Published on Eurasian Perspectives

Europe and Central Asia faces another year of weak growth amid high inflation and a cost-of-living crisis

a woman buying vegetables from a stand in Obor market in Bucharest, Romania. a woman buying vegetables from a stand in Obor market in Bucharest, Romania.

Russia’s invasion of Ukraine, now in its second year, continues to upend the Europe and Central Asia region’s dynamic emergence from the COVID-19 pandemic.  Growth in the region collapsed to 1.2% in 2022 from 7.1% in 2021, as supply chain disruptions reduced production and international trade. Inflation surged, prompting central banks to tighten monetary policy to rein in huge price increases.

In 2023, economic activity in the region is likely to remain subdued because of the continuing fallout from the invasion, high, if moderating, inflation, and tight financial conditions, according to our latest Economic Update for Europe and Central Asia.

Output in the region is projected to increase by 1.4% this year. Excluding Russia and Ukraine, growth in the rest of the region is likely to weaken to 2.4% in 2023 from 4.7% in 2022. Although better than previously anticipated, these projections are subject to profound uncertainty, with expectations of the invasion to continue in the short term.

The outlook remains highly uncertain. Growth in 2023 may be weaker if the war caused by Russia’s invasion of Ukraine escalates further, food and energy prices continue to increase, interest rate hikes accelerate globally or in the region, or there is a sudden reversal of capital flows to the region. There could be spillovers to growth from the recent developments in the U.S. and European banking sectors.

Figures on growth and CPI for the Europe and Central Asia region

A sharp rise in consumer prices for food, housing, and energy pushed median annual inflation to a high of 15.9% by late 2022 in Europe and Central Asia, the highest in a quarter century , and the highest among all developing regions of the world. Prior to Russia’s invasion of Ukraine, inflation was already rising in 2021 and early 2022 as countries in the region reopened following the COVID-19 pandemic. The release of pent-up demand from the 2020 recession revealed stark shortages and supply chain disruptions, with bottlenecks continuing to push up inflation in 2022.

Our analysis finds that inflation measured by the Consumer Price Index (CPI) masks substantial variations in the inflation rate experienced by households with different consumption patterns. Due to differences in both consumption patterns and varying price increases across goods and services, inflation was 2 percentage points higher for the poorest 10% of the population in the region compared to the wealthiest 10%. This difference exceeded 5 percentage points in some countries, including Moldova, Montenegro, and North Macedonia. The poorest households experienced a true cost-of-living crisis in 2022.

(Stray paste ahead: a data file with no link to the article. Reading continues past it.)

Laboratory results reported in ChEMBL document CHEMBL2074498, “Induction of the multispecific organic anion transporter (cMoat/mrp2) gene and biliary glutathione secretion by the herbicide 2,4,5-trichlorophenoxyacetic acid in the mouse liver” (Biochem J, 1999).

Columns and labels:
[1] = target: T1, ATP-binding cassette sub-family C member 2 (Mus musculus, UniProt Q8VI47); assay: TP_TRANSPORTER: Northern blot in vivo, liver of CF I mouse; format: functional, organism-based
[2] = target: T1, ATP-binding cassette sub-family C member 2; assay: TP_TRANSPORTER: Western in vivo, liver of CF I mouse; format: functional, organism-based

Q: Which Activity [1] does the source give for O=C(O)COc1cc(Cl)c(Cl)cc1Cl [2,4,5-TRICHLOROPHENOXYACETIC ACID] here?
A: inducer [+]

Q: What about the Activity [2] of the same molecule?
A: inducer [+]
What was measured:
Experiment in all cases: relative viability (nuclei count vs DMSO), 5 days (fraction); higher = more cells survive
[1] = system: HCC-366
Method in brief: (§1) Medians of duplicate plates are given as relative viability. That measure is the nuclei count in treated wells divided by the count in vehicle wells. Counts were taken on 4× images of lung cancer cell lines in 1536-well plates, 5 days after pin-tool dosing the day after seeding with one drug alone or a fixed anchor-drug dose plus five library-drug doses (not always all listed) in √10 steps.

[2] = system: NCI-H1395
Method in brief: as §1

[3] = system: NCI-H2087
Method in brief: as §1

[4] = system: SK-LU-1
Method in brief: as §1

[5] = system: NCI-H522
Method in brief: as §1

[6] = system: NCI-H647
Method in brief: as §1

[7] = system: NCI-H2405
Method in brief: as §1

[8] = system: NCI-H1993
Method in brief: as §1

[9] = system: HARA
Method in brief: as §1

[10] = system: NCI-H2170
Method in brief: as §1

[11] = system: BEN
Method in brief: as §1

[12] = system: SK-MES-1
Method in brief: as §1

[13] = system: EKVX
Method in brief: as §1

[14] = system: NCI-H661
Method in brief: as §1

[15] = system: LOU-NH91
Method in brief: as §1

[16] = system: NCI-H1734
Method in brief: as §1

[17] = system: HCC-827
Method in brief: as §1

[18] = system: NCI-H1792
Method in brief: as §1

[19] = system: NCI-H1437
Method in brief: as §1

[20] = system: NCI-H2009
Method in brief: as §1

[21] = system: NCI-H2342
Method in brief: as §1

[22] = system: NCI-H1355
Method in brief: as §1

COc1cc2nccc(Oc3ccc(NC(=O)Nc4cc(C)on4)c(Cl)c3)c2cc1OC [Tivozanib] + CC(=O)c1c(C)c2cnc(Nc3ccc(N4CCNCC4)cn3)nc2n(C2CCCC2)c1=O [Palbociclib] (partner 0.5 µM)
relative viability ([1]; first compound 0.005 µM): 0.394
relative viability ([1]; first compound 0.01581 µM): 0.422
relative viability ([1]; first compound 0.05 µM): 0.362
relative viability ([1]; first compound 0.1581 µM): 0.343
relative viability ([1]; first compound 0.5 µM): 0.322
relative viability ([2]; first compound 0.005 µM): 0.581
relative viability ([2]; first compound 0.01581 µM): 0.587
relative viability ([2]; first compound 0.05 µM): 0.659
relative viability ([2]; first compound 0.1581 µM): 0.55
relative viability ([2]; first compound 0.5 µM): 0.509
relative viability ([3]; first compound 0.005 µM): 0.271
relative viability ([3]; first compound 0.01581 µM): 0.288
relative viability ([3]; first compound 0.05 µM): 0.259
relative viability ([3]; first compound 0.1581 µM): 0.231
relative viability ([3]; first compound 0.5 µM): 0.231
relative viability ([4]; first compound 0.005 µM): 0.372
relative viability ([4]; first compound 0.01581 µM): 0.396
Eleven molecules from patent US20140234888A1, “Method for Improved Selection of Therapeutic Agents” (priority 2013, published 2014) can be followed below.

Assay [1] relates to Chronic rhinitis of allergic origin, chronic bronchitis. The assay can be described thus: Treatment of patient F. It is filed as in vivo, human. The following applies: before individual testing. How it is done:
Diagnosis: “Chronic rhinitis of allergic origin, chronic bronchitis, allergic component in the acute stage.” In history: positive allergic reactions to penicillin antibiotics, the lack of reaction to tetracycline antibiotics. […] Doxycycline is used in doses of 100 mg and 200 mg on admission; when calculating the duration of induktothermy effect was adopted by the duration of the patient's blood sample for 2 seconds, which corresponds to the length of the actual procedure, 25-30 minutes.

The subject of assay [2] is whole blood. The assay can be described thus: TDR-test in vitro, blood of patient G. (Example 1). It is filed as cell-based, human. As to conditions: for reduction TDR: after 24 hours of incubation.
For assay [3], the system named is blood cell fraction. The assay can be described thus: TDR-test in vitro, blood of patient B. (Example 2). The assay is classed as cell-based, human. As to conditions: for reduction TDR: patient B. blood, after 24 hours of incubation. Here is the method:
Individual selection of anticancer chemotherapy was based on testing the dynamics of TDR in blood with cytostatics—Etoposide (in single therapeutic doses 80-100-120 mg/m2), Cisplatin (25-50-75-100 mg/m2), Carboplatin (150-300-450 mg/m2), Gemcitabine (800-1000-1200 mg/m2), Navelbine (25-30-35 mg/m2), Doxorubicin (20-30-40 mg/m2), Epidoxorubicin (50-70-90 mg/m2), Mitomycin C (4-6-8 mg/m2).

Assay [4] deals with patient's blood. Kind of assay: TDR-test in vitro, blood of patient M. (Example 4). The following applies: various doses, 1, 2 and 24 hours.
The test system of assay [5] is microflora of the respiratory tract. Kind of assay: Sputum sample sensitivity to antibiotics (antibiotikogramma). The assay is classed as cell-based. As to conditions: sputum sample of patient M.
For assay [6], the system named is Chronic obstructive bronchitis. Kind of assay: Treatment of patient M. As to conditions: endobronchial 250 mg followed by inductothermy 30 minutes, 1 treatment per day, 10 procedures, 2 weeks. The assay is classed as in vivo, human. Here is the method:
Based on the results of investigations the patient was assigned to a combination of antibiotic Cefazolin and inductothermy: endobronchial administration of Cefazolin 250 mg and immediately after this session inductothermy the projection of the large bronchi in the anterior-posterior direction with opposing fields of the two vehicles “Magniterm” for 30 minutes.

Governments across the region responded to the cost-of-living crisis with larger social assistance and subsidies, including moratoriums on energy price increases, caps on electricity and natural gas prices for households and businesses and reduced public transport fees. The median energy-related fiscal package in the region’s countries amounted to 2.7% of GDP last year, with the packages in Croatia and Kosovo exceeding 4%. These measures notwithstanding, some resource-rich countries benefitted from higher commodity-related revenues and others from a surge in revenues because of stronger growth. Most countries in the region are set to step up fiscal consolidation efforts in 2023 as emergency support measures are unwound.

One lesson from 2022 is that policies that do not account for the different inflation rates faced by households of different incomes are likely to provide inadequate support to vulnerable groups and may end up being both inefficient and less effective. Our report recommends going beyond the standard CPI to measure inflation in order to capture more precisely the actual cost of living of the poorest. This is essential for designing better growth and poverty alleviation policies.


Ivailo Izvorski

Chief Economist, Europe and Central Asia region

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